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XML Documentation Questions

1.Is XML case-sensitive?


Ans. Yes.

2.What’s the difference between // comments,


/* */ comments and /// comments?
Ans. Single-line comments, multi-line comments,
and XML documentation comments.

3.How do you generate documentation from the C#


file commented properly with a command-line compiler?
Ans. Compile it with the /doc switch.

Debugging and Testing Questions


1.What debugging tools come with the .NET SDK?
Ans.
1. CorDBG – command-line debugger. To use
CorDbg, you must compile the original C# file
using the /debug switch.

2. DbgCLR – graphic debugger. Visual Studio


.NET uses the DbgCLR.

2.What does assert() method do?


Ans. In debug compilation, assert takes in a Boolean
condition as a parameter, and shows the error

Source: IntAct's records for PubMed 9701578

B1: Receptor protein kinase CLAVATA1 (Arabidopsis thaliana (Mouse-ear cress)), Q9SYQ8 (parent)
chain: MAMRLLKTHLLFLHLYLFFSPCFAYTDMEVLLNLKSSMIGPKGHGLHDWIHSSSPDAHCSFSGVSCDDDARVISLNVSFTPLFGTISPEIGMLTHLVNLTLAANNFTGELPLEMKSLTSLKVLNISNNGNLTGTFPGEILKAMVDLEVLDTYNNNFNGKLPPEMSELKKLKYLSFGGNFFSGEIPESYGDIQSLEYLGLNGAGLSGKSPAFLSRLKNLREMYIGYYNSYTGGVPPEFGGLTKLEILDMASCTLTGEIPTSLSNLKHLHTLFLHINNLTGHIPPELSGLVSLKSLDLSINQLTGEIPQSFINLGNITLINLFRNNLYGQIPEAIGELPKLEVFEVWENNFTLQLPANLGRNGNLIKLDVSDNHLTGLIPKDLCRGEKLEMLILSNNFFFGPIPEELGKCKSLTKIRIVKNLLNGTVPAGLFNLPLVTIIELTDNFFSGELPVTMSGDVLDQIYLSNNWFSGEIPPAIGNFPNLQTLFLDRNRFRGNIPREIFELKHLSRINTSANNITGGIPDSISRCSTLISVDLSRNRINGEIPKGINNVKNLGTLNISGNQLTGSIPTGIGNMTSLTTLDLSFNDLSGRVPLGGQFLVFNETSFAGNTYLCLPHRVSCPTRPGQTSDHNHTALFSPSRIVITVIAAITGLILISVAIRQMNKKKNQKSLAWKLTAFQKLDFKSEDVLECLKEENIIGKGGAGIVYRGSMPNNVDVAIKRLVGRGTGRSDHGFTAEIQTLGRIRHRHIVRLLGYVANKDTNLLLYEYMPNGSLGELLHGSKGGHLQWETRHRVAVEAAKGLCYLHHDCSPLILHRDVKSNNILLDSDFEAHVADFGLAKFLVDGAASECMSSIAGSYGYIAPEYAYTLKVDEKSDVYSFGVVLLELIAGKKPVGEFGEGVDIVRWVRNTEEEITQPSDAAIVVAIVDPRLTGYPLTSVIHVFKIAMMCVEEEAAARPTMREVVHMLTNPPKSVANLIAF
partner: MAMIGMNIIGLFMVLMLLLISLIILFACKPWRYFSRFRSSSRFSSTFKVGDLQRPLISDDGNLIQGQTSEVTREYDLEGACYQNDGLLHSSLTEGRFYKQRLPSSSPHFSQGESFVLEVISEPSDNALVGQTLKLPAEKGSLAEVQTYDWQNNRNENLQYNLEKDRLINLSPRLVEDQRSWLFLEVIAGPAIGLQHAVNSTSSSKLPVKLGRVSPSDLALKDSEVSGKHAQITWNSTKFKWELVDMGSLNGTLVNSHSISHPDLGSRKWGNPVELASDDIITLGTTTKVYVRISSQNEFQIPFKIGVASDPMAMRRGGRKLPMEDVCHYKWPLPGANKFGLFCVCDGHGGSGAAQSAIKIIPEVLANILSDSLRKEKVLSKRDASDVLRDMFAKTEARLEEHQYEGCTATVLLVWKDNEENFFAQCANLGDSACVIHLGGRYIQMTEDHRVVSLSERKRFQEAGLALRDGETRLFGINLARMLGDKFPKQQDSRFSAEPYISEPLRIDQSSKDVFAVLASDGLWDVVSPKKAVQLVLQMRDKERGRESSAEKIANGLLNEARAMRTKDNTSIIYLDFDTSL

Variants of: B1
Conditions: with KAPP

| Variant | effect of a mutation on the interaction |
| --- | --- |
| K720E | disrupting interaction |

dialog if the condition is false. The program proceeds
without any interruption if the condition is true.

3.What’s the difference between the Debug class


and Trace class?
Ans. Documentation looks the same. Use Debug class for
debug builds, use Trace class for both debug and release
builds.

4.Why are there five tracing levels in System.Diagnostics.TraceSwitcher?


Ans. The tracing dumps can be quite verbose. For
applications that are constantly running you run the
risk of overloading the machine and the hard drive.
Five levels range from None to Verbose, allowing you to
fine-tune the tracing activities.

5.Where is the output of TextWriterTraceListener


redirected?
Ans. To the Console or a text file depending on
the parameter passed to the constructor.
6.How do you debug an ASP.NET Web application?
Ans. Attach the aspnet_wp.exe process to the
DbgClr debugger.

7.What are three test cases you should go through


in unit testing?
Ans.
1. Positive test cases (correct data, correct